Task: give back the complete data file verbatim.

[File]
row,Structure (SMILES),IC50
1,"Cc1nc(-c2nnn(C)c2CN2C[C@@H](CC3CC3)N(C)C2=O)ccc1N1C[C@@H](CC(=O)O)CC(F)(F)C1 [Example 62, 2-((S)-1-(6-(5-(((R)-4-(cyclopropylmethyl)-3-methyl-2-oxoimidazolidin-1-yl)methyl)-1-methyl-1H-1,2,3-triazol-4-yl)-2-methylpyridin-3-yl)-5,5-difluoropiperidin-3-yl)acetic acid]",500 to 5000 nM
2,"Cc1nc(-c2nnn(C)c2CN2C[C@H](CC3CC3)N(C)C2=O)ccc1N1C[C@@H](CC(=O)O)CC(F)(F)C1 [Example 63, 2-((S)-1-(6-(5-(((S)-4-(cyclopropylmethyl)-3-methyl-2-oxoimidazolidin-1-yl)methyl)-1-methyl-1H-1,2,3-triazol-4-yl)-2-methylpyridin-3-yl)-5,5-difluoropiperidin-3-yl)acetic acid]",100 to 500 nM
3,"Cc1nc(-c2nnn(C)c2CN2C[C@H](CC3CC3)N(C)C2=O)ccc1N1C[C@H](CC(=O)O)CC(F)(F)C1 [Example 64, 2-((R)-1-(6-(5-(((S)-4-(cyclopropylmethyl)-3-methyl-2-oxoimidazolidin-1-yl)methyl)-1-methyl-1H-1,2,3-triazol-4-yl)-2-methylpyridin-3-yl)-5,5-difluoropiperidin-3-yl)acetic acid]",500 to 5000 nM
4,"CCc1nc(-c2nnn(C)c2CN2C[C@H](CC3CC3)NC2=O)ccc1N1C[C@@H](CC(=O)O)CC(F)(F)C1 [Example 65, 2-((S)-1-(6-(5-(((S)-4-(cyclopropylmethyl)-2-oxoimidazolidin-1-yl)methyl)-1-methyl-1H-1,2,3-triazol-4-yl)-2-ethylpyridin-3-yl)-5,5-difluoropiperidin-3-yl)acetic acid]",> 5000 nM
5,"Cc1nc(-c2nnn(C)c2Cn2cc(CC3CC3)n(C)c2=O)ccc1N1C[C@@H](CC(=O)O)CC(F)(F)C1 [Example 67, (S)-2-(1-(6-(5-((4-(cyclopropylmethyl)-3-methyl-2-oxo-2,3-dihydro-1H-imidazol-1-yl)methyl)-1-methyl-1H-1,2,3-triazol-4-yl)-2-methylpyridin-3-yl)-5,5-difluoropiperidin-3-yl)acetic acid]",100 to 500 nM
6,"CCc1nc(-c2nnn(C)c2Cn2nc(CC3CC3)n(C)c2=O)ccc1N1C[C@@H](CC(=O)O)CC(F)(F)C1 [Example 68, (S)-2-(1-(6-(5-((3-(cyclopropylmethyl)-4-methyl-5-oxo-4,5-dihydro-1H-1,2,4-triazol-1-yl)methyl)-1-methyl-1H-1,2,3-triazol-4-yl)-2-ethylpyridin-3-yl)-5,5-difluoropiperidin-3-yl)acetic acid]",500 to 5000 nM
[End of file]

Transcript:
row,Structure (SMILES),IC50
1,"Cc1nc(-c2nnn(C)c2CN2C[C@@H](CC3CC3)N(C)C2=O)ccc1N1C[C@@H](CC(=O)O)CC(F)(F)C1 [Example 62, 2-((S)-1-(6-(5-(((R)-4-(cyclopropylmethyl)-3-methyl-2-oxoimidazolidin-1-yl)methyl)-1-methyl-1H-1,2,3-triazol-4-yl)-2-methylpyridin-3-yl)-5,5-difluoropiperidin-3-yl)acetic acid]",500 to 5000 nM
2,"Cc1nc(-c2nnn(C)c2CN2C[C@H](CC3CC3)N(C)C2=O)ccc1N1C[C@@H](CC(=O)O)CC(F)(F)C1 [Example 63, 2-((S)-1-(6-(5-(((S)-4-(cyclopropylmethyl)-3-methyl-2-oxoimidazolidin-1-yl)methyl)-1-methyl-1H-1,2,3-triazol-4-yl)-2-methylpyridin-3-yl)-5,5-difluoropiperidin-3-yl)acetic acid]",100 to 500 nM
3,"Cc1nc(-c2nnn(C)c2CN2C[C@H](CC3CC3)N(C)C2=O)ccc1N1C[C@H](CC(=O)O)CC(F)(F)C1 [Example 64, 2-((R)-1-(6-(5-(((S)-4-(cyclopropylmethyl)-3-methyl-2-oxoimidazolidin-1-yl)methyl)-1-methyl-1H-1,2,3-triazol-4-yl)-2-methylpyridin-3-yl)-5,5-difluoropiperidin-3-yl)acetic acid]",500 to 5000 nM
4,"CCc1nc(-c2nnn(C)c2CN2C[C@H](CC3CC3)NC2=O)ccc1N1C[C@@H](CC(=O)O)CC(F)(F)C1 [Example 65, 2-((S)-1-(6-(5-(((S)-4-(cyclopropylmethyl)-2-oxoimidazolidin-1-yl)methyl)-1-methyl-1H-1,2,3-triazol-4-yl)-2-ethylpyridin-3-yl)-5,5-difluoropiperidin-3-yl)acetic acid]",> 5000 nM
5,"Cc1nc(-c2nnn(C)c2Cn2cc(CC3CC3)n(C)c2=O)ccc1N1C[C@@H](CC(=O)O)CC(F)(F)C1 [Example 67, (S)-2-(1-(6-(5-((4-(cyclopropylmethyl)-3-methyl-2-oxo-2,3-dihydro-1H-imidazol-1-yl)methyl)-1-methyl-1H-1,2,3-triazol-4-yl)-2-methylpyridin-3-yl)-5,5-difluoropiperidin-3-yl)acetic acid]",100 to 500 nM
6,"CCc1nc(-c2nnn(C)c2Cn2nc(CC3CC3)n(C)c2=O)ccc1N1C[C@@H](CC(=O)O)CC(F)(F)C1 [Example 68, (S)-2-(1-(6-(5-((3-(cyclopropylmethyl)-4-methyl-5-oxo-4,5-dihydro-1H-1,2,4-triazol-1-yl)methyl)-1-methyl-1H-1,2,3-triazol-4-yl)-2-ethylpyridin-3-yl)-5,5-difluoropiperidin-3-yl)acetic acid]",500 to 5000 nM